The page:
Our recent experimental evidence indicates that MIF participates in bladder inflammation since: (1) MIF is constitutively expressed in the urothelium [4], [5]; (2) bladder MIF expression is upregulated in different models of experimental cystitis in animals [6], [7]; (3) MIF is released from the bladder during experimental cystitis [6], [8], [9] and urinary tract infections in humans [10] and finally, (4) neutralizing MIF with intravesical antibodies decreased experimental bladder inflammation [7]. Thus, based on our experimental observations, our hypothesis of a pro-inflammatory role for MIF during bladder inflammation agrees well with MIF's pro-inflammatory role in several disease models (e.g. arthritis, Crohn's disease) where treatment with neutralizing MIF antibodies results in decreased inflammation [11], [12].

The mechanism for MIF's action is not completely defined and remains an active area of investigation. MIF may exert autocrine effects through binding to intracellular JAB1 [13] and also paracrine effects by binding to cell-surface receptors [14]. Until recently, complex formation between MIF and cell-surface CD74 was the only described mechanism for MIF-receptor interaction [15] . CD74 is part of the major histocompatibility class-II (MHC-II) complex; however, a small amount of CD74 can be found on the cell-surface not associated with MHC-II [16]. MIF binds to cell-surface CD74 [15] and the MIF-CD74 complex then activates signal transduction by binding to another cell-surface receptor, CD44 [14]. We showed that MIF, CD44 and CD74 are all upregulated in the urothelium after experimental inflammation in rats [6], [17]. Therefore, all of the components are in place during bladder inflammation for MIF-activated signal transduction to occur.

Recently, however, a novel functional association between MIF and chemokine receptors CXCR2 and CXCR4 was described in T cells in vitro [18]. Chemokines are small proteins that direct leukocyte traffic to sites of inflammation or injury [19]. CXCR4 is a G-protein coupled receptor for stromal cell-derived factor-1 (SDF-1/CXCL12). Although chemokines typically display a high degree of receptor promiscuity, CXCR4 was (until recently) thought to bind only to SDF-1 [19]. MIF, however, competed with the recognized ligand for CXCR4 (SDF-1/CXCL12) for binding to CXCR4 [18].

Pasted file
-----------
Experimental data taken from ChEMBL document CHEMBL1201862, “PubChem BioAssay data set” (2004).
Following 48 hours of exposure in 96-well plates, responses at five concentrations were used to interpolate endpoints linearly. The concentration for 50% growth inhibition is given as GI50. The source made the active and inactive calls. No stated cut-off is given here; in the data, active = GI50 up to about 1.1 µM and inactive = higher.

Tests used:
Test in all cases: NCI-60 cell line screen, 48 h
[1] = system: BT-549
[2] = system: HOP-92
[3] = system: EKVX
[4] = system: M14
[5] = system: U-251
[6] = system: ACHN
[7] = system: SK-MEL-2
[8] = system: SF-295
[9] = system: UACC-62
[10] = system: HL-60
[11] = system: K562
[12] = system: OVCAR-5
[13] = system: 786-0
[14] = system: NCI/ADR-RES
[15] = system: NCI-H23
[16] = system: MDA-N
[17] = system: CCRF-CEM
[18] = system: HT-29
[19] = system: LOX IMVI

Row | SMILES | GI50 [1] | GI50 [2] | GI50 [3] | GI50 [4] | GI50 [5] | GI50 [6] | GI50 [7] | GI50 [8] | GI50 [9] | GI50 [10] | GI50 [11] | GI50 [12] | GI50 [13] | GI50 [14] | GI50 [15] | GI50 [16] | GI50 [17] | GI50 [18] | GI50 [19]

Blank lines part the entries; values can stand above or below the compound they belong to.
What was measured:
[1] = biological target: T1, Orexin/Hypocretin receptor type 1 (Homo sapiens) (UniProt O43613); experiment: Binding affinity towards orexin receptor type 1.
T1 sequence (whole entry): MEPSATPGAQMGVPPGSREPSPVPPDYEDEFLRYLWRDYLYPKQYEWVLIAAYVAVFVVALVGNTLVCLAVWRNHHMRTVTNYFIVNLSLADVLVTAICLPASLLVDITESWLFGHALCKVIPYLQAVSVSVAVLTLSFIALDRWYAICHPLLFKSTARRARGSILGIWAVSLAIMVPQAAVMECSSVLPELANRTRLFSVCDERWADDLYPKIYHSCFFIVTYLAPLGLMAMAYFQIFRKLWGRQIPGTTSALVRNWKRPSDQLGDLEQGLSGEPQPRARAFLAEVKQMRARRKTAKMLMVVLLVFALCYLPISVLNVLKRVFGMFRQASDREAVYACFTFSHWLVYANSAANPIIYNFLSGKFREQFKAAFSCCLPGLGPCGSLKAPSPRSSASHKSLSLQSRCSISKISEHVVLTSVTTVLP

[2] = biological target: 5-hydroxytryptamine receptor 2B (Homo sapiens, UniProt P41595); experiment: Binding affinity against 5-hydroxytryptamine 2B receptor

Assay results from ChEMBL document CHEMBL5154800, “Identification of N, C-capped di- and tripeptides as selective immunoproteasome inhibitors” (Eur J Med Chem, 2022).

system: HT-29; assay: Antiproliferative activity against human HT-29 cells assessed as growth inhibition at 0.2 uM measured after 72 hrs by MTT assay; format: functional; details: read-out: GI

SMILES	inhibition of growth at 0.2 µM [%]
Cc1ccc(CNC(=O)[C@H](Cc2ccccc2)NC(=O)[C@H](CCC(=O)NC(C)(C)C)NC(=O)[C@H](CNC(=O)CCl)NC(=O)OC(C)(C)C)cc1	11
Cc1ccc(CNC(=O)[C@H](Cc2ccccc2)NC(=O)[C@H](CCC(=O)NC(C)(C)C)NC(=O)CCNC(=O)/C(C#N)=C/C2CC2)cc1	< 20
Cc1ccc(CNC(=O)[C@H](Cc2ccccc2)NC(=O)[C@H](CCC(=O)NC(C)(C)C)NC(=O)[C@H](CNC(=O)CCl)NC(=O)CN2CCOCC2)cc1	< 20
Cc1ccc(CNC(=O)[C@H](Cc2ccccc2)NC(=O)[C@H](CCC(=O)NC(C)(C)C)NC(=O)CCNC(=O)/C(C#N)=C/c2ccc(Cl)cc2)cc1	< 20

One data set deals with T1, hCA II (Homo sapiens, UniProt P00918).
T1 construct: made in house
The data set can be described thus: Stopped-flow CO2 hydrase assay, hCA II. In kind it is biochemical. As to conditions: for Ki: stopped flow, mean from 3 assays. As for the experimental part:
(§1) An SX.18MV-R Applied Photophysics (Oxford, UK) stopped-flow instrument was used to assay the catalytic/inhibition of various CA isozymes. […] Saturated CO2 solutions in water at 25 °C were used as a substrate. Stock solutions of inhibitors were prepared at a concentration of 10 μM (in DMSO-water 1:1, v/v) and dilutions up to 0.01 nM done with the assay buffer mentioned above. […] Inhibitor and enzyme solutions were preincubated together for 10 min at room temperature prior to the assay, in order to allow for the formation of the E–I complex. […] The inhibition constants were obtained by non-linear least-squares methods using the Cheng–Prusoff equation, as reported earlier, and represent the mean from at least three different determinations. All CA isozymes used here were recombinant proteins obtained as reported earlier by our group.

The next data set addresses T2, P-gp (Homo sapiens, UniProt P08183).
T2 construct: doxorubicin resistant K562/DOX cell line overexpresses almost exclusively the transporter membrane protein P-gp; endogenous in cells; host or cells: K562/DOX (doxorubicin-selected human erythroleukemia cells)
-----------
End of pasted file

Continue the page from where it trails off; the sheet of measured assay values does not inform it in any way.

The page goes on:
CXCR4 is expressed by normal urothelium and may be associated with bladder cancer [20], [21]. Therefore, we hypothesized that CXCR4-MIF complex formation may also occur in the bladder (as described occurring in vitro [18]). Such associations, if present, would indicate another possible receptor target for MIF during cystitis, aside from the already described MIF-CD74 association [15].

The object of the present study was to determine if there was an association between MIF and CXCR4 receptors in the bladder. Therefore, we examined: 1) location of cytokine receptor CXCR4 in the rat bladder; 2) baseline bladder levels of SDF-1 (cognate ligand for CXCR4) and changes in response to a chemically-induced (cyclophosphamide; CYP) model of bladder inflammation; 3) CXCR4 expression changes after CYP-induced cystitis and 4) association between CXCR4 and MIF in the bladder before and after CYP-induced cystitis.

Our results show that both CXCR4 and SDF-1 are constitutively expressed in normal rat bladder and upregulated during CYP-induced cystitis. Using dual immunohistochemistry we show that MIF and CXCR4 are colocalized within the same cells in the urothelium and co-immunoprecipitation studies demonstrate MIF-CXCR4 associations in the bladder. These MIF-CXCR4 associations are increased during CYP-induced cystitis.


Cyclophosphamide-induced bladder inflammation

Repeated measures ANOVA showed differences between saline- and CYP-treated rats in body weight, with significant decreases observed in CYP-treated rats as early as day 3 and continuing throughout the experiment (day 8; Table 1) but remaining below a 10% weight-loss threshold established as a protocol endpoint.